Review: THE SIGNAL Goes Everywhere, Mysteriously
A dreamy atmosphere is established early in William Eubank's sophomore feature The Signal, holding the promise that the story could go, literally, anywhere.
It's a haunting, lonely, moody, deliberately-paced atmosphere that's reminiscent of Eubank's debut, Love, which was set aboard the International Space Station. Initially, The Signal follows three young friends traveling across the U.S.; the open landscapes remind that the countryside between cities is often as empty of people as outer space itself.
Nic (Brenton Thwaites), his girlfriend Haley (Olvia Cooke), and his best friend Jonah (Beau Knapp) enjoy an easy comfort on the long trip, yet there's a sense of disquiet between Nic and Haley. She's moving away for a year, and her decision has edged her relationship with Nic to the breaking point. Another friction point is revealed when Nic receives a text message from a hacker known as Nomad; it seems that Nomad broke into computer servers at MIT, and his actions created issues for Nic and Jonah.
Motivated by a desire to confront Nomad, Nic and Jonah take a detour in Nevada and end up at an apparently abandoned house in the middle of the desert in the dead of night. Naturally, that does not deter them. Leaving Haley in the car, they head inside to investigate further.
From that point on, their lives are never the same. For one thing, Nic is separated from his friends. For another, haz-mat suited Damon (Laurence Fishburne) enters the picture, deepening the mystery. Beyond that, however, the mystery deserves to be considered on its own merits within the context of the film as a whole, not broken down, piece by piece, in writing.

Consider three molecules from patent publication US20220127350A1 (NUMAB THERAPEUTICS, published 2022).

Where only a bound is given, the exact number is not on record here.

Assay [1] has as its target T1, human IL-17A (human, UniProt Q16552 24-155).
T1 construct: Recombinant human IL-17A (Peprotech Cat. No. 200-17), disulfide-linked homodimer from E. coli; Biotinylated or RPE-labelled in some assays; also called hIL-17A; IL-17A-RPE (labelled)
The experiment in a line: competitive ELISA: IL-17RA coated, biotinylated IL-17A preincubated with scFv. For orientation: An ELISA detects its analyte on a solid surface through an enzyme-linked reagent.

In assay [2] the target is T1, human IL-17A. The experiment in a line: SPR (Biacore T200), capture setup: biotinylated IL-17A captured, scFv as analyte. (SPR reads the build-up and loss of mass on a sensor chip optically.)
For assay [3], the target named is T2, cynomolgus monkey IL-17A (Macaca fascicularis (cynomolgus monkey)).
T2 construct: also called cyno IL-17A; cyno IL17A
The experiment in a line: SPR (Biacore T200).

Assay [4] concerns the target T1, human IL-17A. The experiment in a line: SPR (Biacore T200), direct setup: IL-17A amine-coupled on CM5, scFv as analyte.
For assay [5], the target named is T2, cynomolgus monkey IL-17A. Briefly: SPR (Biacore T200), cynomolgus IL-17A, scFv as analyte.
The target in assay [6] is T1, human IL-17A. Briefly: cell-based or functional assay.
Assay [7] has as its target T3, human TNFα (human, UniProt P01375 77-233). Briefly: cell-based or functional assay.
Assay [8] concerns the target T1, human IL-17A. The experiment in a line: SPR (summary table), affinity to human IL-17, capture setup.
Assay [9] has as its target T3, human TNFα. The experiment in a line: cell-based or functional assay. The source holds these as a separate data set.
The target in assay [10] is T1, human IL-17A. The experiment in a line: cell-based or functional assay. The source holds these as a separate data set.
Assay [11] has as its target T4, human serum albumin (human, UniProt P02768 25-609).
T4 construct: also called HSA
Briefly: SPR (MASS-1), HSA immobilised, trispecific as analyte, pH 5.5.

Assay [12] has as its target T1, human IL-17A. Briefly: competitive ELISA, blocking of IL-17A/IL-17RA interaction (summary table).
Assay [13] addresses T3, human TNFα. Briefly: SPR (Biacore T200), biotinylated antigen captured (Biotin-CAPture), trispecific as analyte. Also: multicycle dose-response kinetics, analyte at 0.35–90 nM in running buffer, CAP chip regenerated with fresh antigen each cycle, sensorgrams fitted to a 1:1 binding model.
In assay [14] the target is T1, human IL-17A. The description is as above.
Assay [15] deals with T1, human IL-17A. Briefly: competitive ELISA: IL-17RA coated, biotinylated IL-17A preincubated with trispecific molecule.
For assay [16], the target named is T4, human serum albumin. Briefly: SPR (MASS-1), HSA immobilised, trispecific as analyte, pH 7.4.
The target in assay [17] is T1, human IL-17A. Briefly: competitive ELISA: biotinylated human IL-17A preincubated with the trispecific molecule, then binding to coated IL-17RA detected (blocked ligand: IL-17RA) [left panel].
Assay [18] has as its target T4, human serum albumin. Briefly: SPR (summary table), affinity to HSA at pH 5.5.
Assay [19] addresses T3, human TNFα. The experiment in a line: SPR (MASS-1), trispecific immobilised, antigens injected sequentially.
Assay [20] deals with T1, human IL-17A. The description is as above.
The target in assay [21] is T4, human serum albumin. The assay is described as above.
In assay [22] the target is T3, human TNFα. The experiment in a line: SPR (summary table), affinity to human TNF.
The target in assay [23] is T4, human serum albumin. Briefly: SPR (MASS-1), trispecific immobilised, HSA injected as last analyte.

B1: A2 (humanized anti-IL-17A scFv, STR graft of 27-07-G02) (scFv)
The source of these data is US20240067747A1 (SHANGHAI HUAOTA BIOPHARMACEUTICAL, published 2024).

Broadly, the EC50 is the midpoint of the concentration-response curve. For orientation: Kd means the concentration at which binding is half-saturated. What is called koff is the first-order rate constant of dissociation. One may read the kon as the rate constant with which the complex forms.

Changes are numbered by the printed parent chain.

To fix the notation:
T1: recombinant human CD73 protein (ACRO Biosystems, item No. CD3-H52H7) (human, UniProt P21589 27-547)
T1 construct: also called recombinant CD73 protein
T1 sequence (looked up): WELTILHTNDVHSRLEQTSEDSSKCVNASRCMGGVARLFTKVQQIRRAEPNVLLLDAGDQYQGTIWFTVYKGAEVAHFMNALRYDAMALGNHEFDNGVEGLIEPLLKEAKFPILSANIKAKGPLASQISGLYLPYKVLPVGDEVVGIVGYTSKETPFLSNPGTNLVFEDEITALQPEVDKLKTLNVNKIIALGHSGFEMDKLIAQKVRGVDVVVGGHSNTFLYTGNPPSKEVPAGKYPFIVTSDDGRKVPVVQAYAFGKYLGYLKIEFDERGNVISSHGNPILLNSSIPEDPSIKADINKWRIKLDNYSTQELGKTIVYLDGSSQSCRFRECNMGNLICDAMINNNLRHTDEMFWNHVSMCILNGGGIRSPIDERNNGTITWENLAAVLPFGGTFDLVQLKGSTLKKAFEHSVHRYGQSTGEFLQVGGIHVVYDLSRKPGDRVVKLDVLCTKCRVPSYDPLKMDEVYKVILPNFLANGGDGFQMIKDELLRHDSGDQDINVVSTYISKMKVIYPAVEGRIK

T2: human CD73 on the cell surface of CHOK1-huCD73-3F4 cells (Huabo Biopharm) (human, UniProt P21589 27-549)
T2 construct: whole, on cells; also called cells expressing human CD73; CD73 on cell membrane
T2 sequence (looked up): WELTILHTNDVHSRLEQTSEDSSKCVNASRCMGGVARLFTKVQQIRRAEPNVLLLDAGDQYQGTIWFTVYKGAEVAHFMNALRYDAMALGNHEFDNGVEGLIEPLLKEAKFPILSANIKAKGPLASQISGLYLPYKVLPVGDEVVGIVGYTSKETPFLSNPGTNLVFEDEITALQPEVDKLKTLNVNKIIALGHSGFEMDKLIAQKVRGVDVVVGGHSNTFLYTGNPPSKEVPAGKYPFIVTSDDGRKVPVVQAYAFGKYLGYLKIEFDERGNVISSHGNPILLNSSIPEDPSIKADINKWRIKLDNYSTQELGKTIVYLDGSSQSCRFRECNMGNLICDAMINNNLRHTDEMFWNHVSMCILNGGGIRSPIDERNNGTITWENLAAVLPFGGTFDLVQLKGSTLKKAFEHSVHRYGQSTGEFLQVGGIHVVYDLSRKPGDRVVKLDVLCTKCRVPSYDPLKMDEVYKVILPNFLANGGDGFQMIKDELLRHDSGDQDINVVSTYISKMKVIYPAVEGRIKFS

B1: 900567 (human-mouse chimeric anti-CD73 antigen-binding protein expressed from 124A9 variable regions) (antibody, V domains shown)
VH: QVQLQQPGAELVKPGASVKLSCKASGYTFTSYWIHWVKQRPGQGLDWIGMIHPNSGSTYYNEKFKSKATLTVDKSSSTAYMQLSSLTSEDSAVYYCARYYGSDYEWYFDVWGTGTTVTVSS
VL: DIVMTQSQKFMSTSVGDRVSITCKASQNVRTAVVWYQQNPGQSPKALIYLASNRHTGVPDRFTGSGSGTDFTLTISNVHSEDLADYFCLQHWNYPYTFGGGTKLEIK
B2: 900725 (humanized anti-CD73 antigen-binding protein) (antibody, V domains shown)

Without spoiling any further plot points, however, what should emerge after the hazy, pleasantly vague opening sequences is something that will propel the movie forward. As examples: in a conventional murder mystery, the detective needs to find clues; in a character study, layers of personality should be unpeeled; in an adventure, new locations or cultures are explored.
Much like Eubank's Love, what emerges instead are quiet, carefully-crafted, extravagant set-pieces that are visually attractive but narratively unsatisfying, especially in the moment of their occurence. As the pace flags, no other element steps up as compensation. Nic's character, who dominates the screentime, is as thin as a baking sheet, so it doesn't take long to grasp his essence, and no one else merits more than an occasional glimpse in the background. It doesn't take much to satisfy Nic about his circumstances; all he wants to do is see Haley and get "out," which for him means absolutely anywhere else.
More than anything else, The Signal is a mystery, and perhaps if I was more of a mystery buff I'd be more satisfied with how the film plays out. As it is, I was left impressed by the effort but frustrated by the flaccid execution and eyebrow-raising resolution.
The film opens in New York, Los Angeles, Chicago, Dallas, Philadelphia, San Francisco, and 22 other cities across the U.S. on Friday, June 13, before expanding nationwide in the following weeks via Focus Features. Visit the official site for more information.